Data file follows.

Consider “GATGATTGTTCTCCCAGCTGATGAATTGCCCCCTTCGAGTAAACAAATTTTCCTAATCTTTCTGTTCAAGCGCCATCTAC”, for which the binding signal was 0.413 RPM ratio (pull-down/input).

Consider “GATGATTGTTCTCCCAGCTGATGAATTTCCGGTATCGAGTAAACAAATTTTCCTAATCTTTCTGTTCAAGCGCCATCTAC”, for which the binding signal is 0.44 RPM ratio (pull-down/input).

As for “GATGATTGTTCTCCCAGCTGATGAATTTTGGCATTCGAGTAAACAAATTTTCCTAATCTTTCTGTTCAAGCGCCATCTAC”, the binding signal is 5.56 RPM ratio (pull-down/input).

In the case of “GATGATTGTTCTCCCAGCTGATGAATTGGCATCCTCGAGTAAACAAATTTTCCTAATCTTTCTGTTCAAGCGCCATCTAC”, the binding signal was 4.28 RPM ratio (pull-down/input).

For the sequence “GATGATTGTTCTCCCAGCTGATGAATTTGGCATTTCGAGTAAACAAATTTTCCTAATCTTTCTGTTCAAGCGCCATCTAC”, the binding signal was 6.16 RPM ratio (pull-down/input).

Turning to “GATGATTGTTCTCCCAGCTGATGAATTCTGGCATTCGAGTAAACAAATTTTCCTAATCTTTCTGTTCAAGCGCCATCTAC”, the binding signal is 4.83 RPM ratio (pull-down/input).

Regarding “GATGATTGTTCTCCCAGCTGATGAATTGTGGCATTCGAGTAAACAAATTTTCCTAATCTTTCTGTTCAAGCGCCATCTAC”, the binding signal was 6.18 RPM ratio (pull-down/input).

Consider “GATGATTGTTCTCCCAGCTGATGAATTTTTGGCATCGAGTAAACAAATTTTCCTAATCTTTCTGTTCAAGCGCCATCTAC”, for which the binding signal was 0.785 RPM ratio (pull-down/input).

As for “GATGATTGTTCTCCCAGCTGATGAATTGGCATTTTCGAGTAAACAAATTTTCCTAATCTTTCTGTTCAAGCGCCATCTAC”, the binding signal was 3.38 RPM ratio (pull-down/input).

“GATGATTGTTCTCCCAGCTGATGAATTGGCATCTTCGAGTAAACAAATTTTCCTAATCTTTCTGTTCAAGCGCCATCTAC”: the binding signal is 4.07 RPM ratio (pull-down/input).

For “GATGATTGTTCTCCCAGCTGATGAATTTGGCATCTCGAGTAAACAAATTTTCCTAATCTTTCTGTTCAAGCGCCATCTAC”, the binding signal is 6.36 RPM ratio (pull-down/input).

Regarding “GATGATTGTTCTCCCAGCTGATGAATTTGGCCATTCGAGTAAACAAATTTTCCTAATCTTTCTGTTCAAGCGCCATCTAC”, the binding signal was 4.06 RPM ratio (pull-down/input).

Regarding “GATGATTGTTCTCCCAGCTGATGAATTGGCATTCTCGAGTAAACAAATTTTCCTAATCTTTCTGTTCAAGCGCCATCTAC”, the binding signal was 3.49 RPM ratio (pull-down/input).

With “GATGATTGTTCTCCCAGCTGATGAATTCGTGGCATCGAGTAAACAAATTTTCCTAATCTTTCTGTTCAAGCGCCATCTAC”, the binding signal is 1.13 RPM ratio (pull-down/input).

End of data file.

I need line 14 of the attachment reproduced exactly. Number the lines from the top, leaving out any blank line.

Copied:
With “GATGATTGTTCTCCCAGCTGATGAATTCGTGGCATCGAGTAAACAAATTTTCCTAATCTTTCTGTTCAAGCGCCATCTAC”, the binding signal is 1.13 RPM ratio (pull-down/input).